So serious was the situation of non-payment that at the Meeting of the Council of Management on 26 November 1952, a list of Members whose subscriptions were outstanding was read aloud and a reminder sent to those who had not paid for two or more years. A slapped wrist to any present Members in the same circumstances - whatever their subscription rate!
Another way of bolstering finance was by voluntary donations from individual (mainly film producing) companies. In 1947, the Rank Organization committed themselves to an annual subscription to the Academy of £4,000; Ealing Studios to £500; London Films offered £1,000 (generous considering it was being overhauled), which was matched by the Screen-writers' Club and several other less grandiose bodies. A unique contribution of £5 5s 0d came from the Cinematograph Exhibitors Association for 1949. It was agreed that the cheque should be destroyed, and under no circumstances should the CEA again be asked to make a donation to the Academy. So there!
A thorn in the side of the new body was to be one of premises. By December 1947, 7 Deanery Street, London W1, was proving presentation, a fact which, ostensibly at least, records the first time film and television had worked together in this country. Recognition of television had come two years previously when the possibility of presenting an Academy Award for the best television program on film had been positively discussed. Finally, however, it was decided to only recognize this field of production when the level of achievement in it 'was suitable' for an Academy Award. Ouch!
Up to (and including) the original Panorama transmitted on 11 November 1953, Andrew Miller-Jones had pioneered high quality television programs and had already helped to found the Guild of Television Producers and Directors in order 'to advance the art, science and technique of television production.' In other words, to do for television what the Academy had done, and was continuing to do, for film.
To encourage artistic and professional merit, they held their own awards, for which the American Sculptor Mitzi Cunliffe was persuaded to design the now familiar Grecian maquette, later adopted by BAFTA for its annual awards.
The first of these was held at the Television Ball at the Savoy Hotel on 24 October 1954. There were, in fact, only six awards presented on that memorable evening, but, by the time Edith Evans' role of presenter came to an end seven years later, the number had reached double figures. During this time the quality of the recipients set the standard for the future.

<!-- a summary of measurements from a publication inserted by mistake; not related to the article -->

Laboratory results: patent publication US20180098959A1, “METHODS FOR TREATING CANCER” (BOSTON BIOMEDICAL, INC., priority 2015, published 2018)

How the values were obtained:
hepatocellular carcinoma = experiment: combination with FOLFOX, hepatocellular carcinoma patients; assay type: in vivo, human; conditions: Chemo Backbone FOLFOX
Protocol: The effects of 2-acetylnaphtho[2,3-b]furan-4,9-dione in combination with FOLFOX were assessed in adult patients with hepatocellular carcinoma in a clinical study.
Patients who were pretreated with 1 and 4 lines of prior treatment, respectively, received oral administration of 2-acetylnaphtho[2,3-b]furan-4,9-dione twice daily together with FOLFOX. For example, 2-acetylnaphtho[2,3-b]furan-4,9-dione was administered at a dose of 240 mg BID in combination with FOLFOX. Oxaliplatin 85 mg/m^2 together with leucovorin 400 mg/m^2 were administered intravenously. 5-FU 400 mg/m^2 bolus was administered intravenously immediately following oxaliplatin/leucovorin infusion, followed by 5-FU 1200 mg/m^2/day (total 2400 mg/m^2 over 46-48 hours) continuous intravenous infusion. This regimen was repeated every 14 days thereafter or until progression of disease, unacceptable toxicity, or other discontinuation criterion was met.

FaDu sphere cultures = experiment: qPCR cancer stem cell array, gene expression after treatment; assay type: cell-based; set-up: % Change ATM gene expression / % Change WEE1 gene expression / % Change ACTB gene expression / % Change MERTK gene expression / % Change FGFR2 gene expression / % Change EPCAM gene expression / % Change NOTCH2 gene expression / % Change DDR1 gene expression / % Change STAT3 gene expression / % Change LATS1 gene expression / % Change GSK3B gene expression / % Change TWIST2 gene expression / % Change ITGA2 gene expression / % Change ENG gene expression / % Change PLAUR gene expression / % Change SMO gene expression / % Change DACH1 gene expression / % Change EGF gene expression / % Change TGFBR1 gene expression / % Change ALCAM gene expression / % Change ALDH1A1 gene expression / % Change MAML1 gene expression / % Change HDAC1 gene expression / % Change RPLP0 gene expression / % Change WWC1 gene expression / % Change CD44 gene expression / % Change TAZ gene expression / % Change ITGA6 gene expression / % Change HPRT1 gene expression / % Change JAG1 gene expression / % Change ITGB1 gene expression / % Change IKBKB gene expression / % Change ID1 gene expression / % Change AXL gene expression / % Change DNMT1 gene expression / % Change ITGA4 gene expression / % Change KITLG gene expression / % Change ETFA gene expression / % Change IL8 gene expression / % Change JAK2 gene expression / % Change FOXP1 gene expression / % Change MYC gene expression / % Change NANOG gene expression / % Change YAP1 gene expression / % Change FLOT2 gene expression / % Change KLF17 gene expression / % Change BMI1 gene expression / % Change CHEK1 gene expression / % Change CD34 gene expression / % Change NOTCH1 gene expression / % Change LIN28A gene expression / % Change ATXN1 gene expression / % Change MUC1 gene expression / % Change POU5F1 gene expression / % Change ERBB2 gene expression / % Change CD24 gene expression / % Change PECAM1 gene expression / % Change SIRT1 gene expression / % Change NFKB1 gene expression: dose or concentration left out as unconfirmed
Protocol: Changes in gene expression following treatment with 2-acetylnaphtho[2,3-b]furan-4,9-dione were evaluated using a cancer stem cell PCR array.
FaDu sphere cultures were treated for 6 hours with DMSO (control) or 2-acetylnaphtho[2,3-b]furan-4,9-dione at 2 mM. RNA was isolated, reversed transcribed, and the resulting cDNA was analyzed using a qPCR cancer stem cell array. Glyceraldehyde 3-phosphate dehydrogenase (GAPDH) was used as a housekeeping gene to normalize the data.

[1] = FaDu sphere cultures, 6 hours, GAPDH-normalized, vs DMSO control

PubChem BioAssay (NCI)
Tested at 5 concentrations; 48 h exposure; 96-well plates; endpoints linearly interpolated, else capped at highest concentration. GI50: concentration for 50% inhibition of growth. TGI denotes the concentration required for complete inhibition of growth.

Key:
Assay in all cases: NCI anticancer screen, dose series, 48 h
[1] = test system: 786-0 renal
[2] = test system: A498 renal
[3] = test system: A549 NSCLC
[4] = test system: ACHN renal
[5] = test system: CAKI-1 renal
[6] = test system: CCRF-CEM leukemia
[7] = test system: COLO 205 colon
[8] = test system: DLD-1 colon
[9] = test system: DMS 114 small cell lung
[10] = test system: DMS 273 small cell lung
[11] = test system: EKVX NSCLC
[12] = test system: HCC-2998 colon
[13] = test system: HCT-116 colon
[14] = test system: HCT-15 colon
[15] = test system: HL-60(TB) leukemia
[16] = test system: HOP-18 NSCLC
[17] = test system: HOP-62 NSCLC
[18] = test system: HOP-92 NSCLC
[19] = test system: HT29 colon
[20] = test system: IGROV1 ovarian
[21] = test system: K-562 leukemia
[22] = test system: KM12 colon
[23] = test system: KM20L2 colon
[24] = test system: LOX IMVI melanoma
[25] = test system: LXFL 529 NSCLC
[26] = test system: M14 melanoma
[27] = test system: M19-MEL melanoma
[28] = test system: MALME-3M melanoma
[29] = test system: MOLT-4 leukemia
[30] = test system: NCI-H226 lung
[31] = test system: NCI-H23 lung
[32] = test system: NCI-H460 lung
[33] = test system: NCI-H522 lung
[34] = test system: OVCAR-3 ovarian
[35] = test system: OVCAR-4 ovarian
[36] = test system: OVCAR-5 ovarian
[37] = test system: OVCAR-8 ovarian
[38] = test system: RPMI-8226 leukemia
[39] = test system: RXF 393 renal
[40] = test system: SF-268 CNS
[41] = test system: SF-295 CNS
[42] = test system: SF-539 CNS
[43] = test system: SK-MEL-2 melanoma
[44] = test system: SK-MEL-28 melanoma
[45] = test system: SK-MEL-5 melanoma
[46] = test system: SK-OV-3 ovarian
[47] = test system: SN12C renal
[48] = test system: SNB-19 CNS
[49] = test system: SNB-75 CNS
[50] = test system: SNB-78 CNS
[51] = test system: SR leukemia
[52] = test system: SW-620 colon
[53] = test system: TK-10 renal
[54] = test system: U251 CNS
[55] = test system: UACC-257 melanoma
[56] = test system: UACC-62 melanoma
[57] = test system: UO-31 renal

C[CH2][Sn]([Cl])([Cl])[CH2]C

BAFTA: Over 60 years of Excellence
In 2007 the Academy celebrated 60 years of the best in British moving images. We continue to embrace the ever-changing worlds of Film, TV and Games.
When David Lean and his esteemed colleagues founded the Academy in 1947 their aim was "to recognize those who had contributed outstanding creative work towards the advancement of British film". The Academy is now 60 years old and has achieved much more than its founders ever dreamed of.
The Academy has witnessed huge changes in the art forms of the moving image since these early days. We have followed new directions in cinema. When Television became a mass medium, we embraced it. Today, the immense creativity of the best video games is enjoyed by millions and demands our recognition.
As these art forms continue to evolve and reach new audiences, so does the Academy. Our program of events is growing in size and scope. Webcasting is bringing the best of our activities to an audience of thousands, sometimes millions. Our awards continue to recognize the best talent in moving images and be recognized throughout the world as mark of excellence.
The future of British films depends on how they are made. If the standard is high then the future is rosy...
The way ahead
In order to maintain these high standards and an expanding range of activities, the Academy undertook a strategic review in 2006. As a result, the Academy’s remit was crystallized into a clear, unambiguous statement that we could all sign up to: